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Jewish World Review Dec. 11, 2002 / 6 Teves, 5763

Matt Towery

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Consumer Reports

Time to put some post-9/11 energy into solving our domestic woes | Back in July, I reported the White House was working with longtime GOP "pro-growth" political and economic leaders on a new, aggressive economic policy.

Now, as the situation with Iraq continues to keep the business and investment communities in a holding pattern, it seems time for the Bush administration to reveal whatever "secret" policy it might have to energize our ailing economy, and to prod investors to take out their wallets again. In fact, the phrase "holding pattern" is apt in illustrating the plight of one industry that's representative of the wounded state of corporate finances.

Consider the case of bankrupt United Airlines, which Congress has refused to rescue. It's true that federal government bailouts usually run counter to good fiscal policy. Why should Washington write a check for mismanaged corporations when they won't do the same for failed small businesses?

In the case of United, many more than just allegedly greedy mechanics and other overpaid workers were punished as a result of the government's refusal to step in with a taxpayer bailout for the nation's second-largest commercial air carrier. United's creditors and shareholders are among the most likely permanent victims of the company's demise.

Many an airline has gone the way of United, attempting to "reorganize" while under the protection of the bankruptcy courts. But most of those carriers -- including such notables as Eastern Airlines -- never really "took off" again. And their shareholders ended up with an investment as worthless as an Eastern round-trip boarding pass.

This country gives huge amounts of financial assistance to foreign nations and international organizations, not to mention outrageous tax breaks to a small cluster of large corporations. The government routinely pays farmers not to grow crops, or subsidizes them to leave their fields fallow.

For United, a federal assistance package -- which might have allowed the company the chance to revamp, and perhaps survive until the economy takes an expected upswing when Iraqi hostilities end -- just never got off the ground.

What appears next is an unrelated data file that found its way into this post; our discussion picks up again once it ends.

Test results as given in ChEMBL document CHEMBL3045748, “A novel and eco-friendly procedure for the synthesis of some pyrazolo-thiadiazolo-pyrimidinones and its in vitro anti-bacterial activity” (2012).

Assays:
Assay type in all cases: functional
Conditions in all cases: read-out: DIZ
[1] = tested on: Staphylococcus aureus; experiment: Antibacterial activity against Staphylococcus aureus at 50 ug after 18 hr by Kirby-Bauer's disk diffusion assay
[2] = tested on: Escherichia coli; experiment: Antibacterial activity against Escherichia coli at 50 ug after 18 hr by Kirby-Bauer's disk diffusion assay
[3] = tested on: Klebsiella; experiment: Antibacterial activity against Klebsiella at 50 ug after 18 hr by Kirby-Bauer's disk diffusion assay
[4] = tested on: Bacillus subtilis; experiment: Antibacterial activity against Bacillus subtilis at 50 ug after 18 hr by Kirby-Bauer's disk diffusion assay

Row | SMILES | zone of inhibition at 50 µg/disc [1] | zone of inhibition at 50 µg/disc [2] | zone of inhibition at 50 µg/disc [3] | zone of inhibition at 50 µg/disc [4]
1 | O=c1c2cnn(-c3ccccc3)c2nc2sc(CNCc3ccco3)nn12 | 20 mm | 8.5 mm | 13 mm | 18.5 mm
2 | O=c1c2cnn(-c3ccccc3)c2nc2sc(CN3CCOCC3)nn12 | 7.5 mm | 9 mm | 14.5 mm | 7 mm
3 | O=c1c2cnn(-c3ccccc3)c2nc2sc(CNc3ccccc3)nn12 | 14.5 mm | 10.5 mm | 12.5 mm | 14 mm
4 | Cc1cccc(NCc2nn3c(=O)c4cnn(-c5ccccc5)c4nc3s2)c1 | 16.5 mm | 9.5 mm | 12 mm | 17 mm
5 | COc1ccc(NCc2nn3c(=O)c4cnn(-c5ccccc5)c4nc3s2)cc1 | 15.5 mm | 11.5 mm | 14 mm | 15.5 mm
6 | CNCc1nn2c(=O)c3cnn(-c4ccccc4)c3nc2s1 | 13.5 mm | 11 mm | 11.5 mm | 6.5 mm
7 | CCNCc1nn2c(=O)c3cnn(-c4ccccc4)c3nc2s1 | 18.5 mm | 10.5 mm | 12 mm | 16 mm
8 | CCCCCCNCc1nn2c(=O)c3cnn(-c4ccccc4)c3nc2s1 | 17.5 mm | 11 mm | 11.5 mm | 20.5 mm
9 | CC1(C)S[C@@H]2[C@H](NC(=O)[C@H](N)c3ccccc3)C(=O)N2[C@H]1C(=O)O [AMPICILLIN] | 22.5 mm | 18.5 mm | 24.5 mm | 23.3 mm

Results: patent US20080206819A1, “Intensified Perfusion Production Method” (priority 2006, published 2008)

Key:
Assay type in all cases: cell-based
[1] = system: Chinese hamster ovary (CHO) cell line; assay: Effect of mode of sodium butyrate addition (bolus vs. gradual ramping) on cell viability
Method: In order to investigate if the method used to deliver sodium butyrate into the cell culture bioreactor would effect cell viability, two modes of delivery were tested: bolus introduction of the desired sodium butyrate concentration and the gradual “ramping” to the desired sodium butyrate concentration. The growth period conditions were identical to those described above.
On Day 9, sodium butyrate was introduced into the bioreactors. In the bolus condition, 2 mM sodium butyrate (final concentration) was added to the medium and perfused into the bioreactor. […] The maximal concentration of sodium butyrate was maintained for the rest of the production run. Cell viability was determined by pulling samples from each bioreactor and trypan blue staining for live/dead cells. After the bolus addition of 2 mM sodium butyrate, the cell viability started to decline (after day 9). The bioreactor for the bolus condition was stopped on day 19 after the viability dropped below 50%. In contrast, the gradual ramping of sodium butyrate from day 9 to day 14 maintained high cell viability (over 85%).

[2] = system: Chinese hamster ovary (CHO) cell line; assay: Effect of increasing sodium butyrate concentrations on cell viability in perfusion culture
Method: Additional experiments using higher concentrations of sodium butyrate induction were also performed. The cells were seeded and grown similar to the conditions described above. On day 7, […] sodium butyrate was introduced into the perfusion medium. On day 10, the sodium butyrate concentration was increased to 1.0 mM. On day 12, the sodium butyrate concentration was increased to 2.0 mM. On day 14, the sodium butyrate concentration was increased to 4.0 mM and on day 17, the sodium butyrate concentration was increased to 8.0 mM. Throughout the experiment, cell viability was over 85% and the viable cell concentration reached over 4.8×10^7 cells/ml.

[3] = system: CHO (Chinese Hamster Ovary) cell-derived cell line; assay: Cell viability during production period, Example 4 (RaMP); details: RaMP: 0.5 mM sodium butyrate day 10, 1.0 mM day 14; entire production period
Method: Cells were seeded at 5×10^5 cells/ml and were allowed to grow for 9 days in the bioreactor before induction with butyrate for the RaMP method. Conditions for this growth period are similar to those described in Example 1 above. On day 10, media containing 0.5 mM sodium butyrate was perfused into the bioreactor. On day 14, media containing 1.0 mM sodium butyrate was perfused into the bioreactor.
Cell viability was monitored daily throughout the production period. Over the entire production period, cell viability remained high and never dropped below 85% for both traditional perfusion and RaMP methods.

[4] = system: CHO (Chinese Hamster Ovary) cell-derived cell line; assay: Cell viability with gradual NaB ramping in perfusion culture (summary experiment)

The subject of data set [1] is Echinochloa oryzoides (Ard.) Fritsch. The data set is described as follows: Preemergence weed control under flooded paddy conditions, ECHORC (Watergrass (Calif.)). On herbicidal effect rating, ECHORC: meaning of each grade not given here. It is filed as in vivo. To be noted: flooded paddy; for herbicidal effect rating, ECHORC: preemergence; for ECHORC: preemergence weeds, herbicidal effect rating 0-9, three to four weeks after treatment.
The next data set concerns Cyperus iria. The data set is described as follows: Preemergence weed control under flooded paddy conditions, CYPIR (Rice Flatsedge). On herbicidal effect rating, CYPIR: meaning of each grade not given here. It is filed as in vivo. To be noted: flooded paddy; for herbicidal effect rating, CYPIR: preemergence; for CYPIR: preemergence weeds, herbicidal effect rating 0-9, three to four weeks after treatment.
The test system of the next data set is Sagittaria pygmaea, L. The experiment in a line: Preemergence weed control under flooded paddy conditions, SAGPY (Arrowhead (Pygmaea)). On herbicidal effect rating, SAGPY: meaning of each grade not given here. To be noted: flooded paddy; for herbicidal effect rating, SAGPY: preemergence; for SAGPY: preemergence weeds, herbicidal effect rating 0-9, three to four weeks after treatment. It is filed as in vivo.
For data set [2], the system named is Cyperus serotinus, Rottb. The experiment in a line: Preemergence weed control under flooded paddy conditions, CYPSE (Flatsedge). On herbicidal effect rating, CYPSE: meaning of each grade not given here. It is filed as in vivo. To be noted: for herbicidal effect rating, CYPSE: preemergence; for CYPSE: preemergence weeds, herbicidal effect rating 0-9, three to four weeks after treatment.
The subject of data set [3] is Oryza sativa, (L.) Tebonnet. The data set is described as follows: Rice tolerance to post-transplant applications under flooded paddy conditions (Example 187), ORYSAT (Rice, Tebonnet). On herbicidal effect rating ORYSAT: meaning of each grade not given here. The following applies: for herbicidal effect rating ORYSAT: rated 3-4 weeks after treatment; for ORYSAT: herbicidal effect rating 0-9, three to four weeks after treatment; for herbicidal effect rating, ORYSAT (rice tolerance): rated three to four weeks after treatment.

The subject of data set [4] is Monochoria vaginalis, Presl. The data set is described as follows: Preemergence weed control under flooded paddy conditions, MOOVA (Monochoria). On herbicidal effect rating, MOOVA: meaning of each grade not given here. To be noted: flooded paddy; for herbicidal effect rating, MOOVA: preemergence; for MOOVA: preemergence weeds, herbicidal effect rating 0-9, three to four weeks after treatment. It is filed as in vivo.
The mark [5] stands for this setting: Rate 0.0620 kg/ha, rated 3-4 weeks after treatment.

The government is not totally to blame. Several of United's unions have pushed the airline's back against the wall with confrontational, bullheaded decisions. Most recently, the mechanics union rejected a compromise proposed by their own leadership, only to later accept another negotiated settlement between management and labor. Meanwhile, valuable time ticked away, and United flights continued to be piloted by some of the industry's highest paid crews.

But head-shaking over the collective greed that ultimately grounded the airline doesn't address the question of whether the United States should allow a crucial company in a critical sector of the economy to face potential ruin. Is United the first domino to fall in the potential collapse of the entire industry, an industry that circulates billions of dollars throughout the U.S. economy?

Between the collapse of travel- and communications-based companies and the continuing decline of manufactured goods, the United States may be in danger of relying on a "nonessential," service-based economy that does more to redistribute wealth than to create it.

The Bush administration has its hands full in trying to manage upheaval among its own economic team, a downright hostile United Nations, and a never-ending terrorism threat at home and abroad. Support for war against Iraq is dropping in the polls as new surveys reveal growing public doubt about an economic recovery any time soon.

The president's financial and economic advisers must start dealing with problems in the same strong, swift and sure manner their boss used in response to 9/11. Since this column first reported the quiet White House plans to boost the economy, no such remedy has emerged, and now, another critical corporate giant has fallen.

The United Airlines situation was bungled. Let's hope a new pro-growth program won't meet the same end.

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© 2001, Creators Syndicate